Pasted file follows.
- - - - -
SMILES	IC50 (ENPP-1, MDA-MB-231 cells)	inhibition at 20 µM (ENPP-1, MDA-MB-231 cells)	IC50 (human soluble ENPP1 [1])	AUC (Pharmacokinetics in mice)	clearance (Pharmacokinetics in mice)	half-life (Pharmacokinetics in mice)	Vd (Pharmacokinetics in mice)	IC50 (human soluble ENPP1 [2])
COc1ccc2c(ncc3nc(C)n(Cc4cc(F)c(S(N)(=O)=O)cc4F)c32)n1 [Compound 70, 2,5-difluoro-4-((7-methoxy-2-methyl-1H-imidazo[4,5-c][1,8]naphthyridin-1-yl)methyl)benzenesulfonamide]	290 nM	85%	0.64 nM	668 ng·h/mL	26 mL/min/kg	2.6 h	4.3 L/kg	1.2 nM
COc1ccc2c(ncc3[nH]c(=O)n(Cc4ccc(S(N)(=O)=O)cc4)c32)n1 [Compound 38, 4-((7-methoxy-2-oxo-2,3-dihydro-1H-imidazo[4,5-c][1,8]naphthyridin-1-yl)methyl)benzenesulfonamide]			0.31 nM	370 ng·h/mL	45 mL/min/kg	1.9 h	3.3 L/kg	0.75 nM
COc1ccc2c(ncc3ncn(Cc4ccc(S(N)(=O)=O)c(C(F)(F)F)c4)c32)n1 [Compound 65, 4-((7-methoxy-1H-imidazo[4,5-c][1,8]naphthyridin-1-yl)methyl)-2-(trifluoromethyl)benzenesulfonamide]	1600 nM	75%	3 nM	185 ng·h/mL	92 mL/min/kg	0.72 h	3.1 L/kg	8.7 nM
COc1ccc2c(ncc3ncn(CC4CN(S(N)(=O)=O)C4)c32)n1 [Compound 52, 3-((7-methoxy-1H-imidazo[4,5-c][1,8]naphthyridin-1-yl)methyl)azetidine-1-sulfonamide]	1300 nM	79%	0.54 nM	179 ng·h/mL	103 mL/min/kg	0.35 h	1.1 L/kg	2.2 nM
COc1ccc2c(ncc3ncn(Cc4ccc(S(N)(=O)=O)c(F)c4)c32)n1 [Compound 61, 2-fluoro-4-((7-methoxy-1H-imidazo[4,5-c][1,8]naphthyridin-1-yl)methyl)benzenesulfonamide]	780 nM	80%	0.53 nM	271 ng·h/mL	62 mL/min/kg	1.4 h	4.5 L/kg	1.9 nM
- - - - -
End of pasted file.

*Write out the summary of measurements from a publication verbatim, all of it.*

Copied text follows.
SMILES	IC50 (ENPP-1, MDA-MB-231 cells)	inhibition at 20 µM (ENPP-1, MDA-MB-231 cells)	IC50 (human soluble ENPP1 [1])	AUC (Pharmacokinetics in mice)	clearance (Pharmacokinetics in mice)	half-life (Pharmacokinetics in mice)	Vd (Pharmacokinetics in mice)	IC50 (human soluble ENPP1 [2])
COc1ccc2c(ncc3nc(C)n(Cc4cc(F)c(S(N)(=O)=O)cc4F)c32)n1 [Compound 70, 2,5-difluoro-4-((7-methoxy-2-methyl-1H-imidazo[4,5-c][1,8]naphthyridin-1-yl)methyl)benzenesulfonamide]	290 nM	85%	0.64 nM	668 ng·h/mL	26 mL/min/kg	2.6 h	4.3 L/kg	1.2 nM
COc1ccc2c(ncc3[nH]c(=O)n(Cc4ccc(S(N)(=O)=O)cc4)c32)n1 [Compound 38, 4-((7-methoxy-2-oxo-2,3-dihydro-1H-imidazo[4,5-c][1,8]naphthyridin-1-yl)methyl)benzenesulfonamide]			0.31 nM	370 ng·h/mL	45 mL/min/kg	1.9 h	3.3 L/kg	0.75 nM
COc1ccc2c(ncc3ncn(Cc4ccc(S(N)(=O)=O)c(C(F)(F)F)c4)c32)n1 [Compound 65, 4-((7-methoxy-1H-imidazo[4,5-c][1,8]naphthyridin-1-yl)methyl)-2-(trifluoromethyl)benzenesulfonamide]	1600 nM	75%	3 nM	185 ng·h/mL	92 mL/min/kg	0.72 h	3.1 L/kg	8.7 nM
COc1ccc2c(ncc3ncn(CC4CN(S(N)(=O)=O)C4)c32)n1 [Compound 52, 3-((7-methoxy-1H-imidazo[4,5-c][1,8]naphthyridin-1-yl)methyl)azetidine-1-sulfonamide]	1300 nM	79%	0.54 nM	179 ng·h/mL	103 mL/min/kg	0.35 h	1.1 L/kg	2.2 nM
COc1ccc2c(ncc3ncn(Cc4ccc(S(N)(=O)=O)c(F)c4)c32)n1 [Compound 61, 2-fluoro-4-((7-methoxy-1H-imidazo[4,5-c][1,8]naphthyridin-1-yl)methyl)benzenesulfonamide]	780 nM	80%	0.53 nM	271 ng·h/mL	62 mL/min/kg	1.4 h	4.5 L/kg	1.9 nM